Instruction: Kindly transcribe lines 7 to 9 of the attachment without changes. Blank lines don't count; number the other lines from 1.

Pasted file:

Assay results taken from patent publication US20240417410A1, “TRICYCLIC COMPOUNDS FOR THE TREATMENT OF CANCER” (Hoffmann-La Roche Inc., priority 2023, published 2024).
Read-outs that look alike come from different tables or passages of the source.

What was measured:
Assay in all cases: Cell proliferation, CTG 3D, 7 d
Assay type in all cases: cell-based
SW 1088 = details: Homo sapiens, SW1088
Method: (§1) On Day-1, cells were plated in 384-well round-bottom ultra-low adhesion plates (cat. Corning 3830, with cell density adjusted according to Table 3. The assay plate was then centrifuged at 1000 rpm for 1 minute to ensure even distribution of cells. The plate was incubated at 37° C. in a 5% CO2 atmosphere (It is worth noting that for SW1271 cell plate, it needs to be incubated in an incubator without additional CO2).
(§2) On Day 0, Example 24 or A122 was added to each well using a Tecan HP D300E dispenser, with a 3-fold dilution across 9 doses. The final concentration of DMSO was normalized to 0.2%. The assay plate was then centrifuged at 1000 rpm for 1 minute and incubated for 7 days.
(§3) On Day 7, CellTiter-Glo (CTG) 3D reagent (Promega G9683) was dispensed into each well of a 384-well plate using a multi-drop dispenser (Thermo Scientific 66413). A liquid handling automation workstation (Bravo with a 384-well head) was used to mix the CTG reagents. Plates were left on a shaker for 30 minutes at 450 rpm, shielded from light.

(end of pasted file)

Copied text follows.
Method: (§1) On Day-1, cells were plated in 384-well round-bottom ultra-low adhesion plates (cat. Corning 3830, with cell density adjusted according to Table 3. The assay plate was then centrifuged at 1000 rpm for 1 minute to ensure even distribution of cells. The plate was incubated at 37° C. in a 5% CO2 atmosphere (It is worth noting that for SW1271 cell plate, it needs to be incubated in an incubator without additional CO2).
(§2) On Day 0, Example 24 or A122 was added to each well using a Tecan HP D300E dispenser, with a 3-fold dilution across 9 doses. The final concentration of DMSO was normalized to 0.2%. The assay plate was then centrifuged at 1000 rpm for 1 minute and incubated for 7 days.
(§3) On Day 7, CellTiter-Glo (CTG) 3D reagent (Promega G9683) was dispensed into each well of a 384-well plate using a multi-drop dispenser (Thermo Scientific 66413). A liquid handling automation workstation (Bravo with a 384-well head) was used to mix the CTG reagents. Plates were left on a shaker for 30 minutes at 450 rpm, shielded from light.